By Esha Vaish
STOCKHOLM (Reuters) – Volkswagen-owned truckmaker Scania said on Thursday that demand in China had bounced back since the start of this year, but it was bracing for a potentially significant drop in UK orders if Britain leaves the EU under a “hard” Brexit.
Scania is part of Volkswagen’s Traton truck unit, whose planned initial public offering in April was pulled by VW on Wednesday until market conditions improve.
In November, Scania said demand in China for trucks and buses was down 10 to 15 percent from previous quarters and customers were forecasting fewer vehicle purchases for the next six months.
However, CEO Henrik Henriksson said on Thursday that conditions had improved and Chinese demand was rebounding to the “same level” as before the fourth-quarter slowdown as growing e-commerce has led customers to resume purchasing Scania’s high-mileage trucks.
“Requests coming in from our customers especially the big ones, they tended to slow down the pace of renewing their fleet (in the fourth quarter). But it looks like now the market is coming back,” Henriksson told Reuters by phone.
In Europe, Britain’s scheduled departure from the European Union at the end of this month has added headaches for an auto industry already grappling with fallouts from trade wars and the slowdown in the Chinese market.
If Britain leaves the EU without a withdrawal agreement, a so-called “hard” Brexit, it would revert to WTO rules and accompanying tariffs, increasing the cost of vehicle imports into Britain.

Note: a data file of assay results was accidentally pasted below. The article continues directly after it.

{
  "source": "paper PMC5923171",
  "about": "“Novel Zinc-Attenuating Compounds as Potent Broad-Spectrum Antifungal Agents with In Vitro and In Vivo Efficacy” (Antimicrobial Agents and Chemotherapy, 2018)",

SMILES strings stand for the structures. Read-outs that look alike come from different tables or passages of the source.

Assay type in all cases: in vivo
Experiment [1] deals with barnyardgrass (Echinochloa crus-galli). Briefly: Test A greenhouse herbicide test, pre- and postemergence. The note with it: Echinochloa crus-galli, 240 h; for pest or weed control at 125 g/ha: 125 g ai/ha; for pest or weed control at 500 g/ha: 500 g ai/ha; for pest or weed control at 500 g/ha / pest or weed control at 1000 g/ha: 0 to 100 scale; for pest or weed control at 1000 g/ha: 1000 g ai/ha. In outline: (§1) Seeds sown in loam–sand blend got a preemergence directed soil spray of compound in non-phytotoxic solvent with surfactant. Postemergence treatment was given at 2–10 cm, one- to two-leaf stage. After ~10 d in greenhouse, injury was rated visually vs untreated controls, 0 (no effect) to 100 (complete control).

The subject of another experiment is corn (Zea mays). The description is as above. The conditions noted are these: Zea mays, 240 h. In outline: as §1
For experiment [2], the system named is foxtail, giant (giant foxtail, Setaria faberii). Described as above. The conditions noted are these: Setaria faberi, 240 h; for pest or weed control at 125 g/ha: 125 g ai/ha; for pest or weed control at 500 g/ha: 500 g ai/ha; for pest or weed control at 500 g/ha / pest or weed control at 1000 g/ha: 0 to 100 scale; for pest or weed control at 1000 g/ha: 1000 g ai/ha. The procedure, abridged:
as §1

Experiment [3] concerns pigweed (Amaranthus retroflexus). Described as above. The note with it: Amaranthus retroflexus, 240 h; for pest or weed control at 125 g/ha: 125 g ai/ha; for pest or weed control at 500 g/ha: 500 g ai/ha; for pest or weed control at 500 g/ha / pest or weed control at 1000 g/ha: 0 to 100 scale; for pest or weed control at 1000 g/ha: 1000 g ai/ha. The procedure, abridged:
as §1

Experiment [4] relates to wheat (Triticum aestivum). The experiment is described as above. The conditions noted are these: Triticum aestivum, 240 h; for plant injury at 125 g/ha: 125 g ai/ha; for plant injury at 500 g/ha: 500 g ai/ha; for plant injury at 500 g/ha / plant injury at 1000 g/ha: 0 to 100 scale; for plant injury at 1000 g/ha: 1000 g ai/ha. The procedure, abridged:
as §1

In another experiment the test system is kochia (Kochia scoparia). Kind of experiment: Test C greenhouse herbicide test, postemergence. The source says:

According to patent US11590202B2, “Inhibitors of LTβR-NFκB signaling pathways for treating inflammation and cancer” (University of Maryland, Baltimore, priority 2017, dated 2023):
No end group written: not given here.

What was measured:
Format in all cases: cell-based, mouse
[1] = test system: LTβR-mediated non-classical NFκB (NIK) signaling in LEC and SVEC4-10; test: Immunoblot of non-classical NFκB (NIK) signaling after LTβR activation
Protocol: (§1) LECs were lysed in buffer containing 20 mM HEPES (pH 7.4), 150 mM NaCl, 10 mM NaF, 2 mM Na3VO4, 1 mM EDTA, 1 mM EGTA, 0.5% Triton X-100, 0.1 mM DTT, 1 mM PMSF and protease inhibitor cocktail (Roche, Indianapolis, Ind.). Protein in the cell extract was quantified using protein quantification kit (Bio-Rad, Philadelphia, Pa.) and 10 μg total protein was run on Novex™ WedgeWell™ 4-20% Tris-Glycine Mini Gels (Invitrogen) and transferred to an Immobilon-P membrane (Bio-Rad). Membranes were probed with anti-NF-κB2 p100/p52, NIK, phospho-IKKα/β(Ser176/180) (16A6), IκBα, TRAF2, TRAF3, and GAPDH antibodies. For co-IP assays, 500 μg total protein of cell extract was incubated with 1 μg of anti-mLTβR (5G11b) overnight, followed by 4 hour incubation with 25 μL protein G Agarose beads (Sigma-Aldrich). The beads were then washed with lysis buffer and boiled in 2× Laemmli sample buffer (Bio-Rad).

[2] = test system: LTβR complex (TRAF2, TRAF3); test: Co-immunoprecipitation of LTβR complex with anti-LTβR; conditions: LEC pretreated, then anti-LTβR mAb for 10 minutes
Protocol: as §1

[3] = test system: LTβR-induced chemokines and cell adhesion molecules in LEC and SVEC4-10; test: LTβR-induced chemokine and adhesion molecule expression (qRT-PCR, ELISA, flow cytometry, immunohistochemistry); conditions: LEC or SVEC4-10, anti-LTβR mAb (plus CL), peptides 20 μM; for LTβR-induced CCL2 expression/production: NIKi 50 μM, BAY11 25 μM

Henriksson said Scania had seen a spike in UK orders in the fourth quarter of last year due to buying ahead of Brexit and it had rushed to deliver those orders in January and February, anticipating delays at the UK border after the March end exit deadline.
“What we have also done is prepare ourselves if there would be a hard Brexit… but if it would be a hard Brexit, then we expect that the market will drop significantly,” Henriksson said.
Scania has lengthened the times it needs to bring UK-sourced components to production and has worked out alternative shipping routes for trucks made in Holland and Belgium to be delivered to the UK.
Within the EU, trucks drive smoothly through border checks. But firms worry that vehicles will be backed up at ports and queued up on feeder roads on both sides of the Channel if a hard Brexit delays each truck at customs by even a few minutes.
“That’s why we have the extra buffer,” Henriksson said.
Rival AB Volvo had triggered its hard Brexit contingency plans in December, building “safety stock” in Britain and considering alternative shipping routes.
“We hope that even if there are disturbances, it should be short term when it’s in everyone’s interest to try and find a solution to make sure that we can continue to trade, whatever the Brexit deal will be,” Henriksson said.
Regarding the delay to the IPO of Traton – which includes the MAN, Scania and Volkswagen trucks and buses businesses – Henriksson said Scania would deliver its strategies “regardless of the capital structure”.
“We have found a modus operandi of how… we will develop base technology between Scania and MAN, but also how we will differentiate… ourselves in the market. That strategy feels very solid and we will continue to deliver on it,” he said.
(Reporting by Esha Vaish; Editing by Susan Fenton)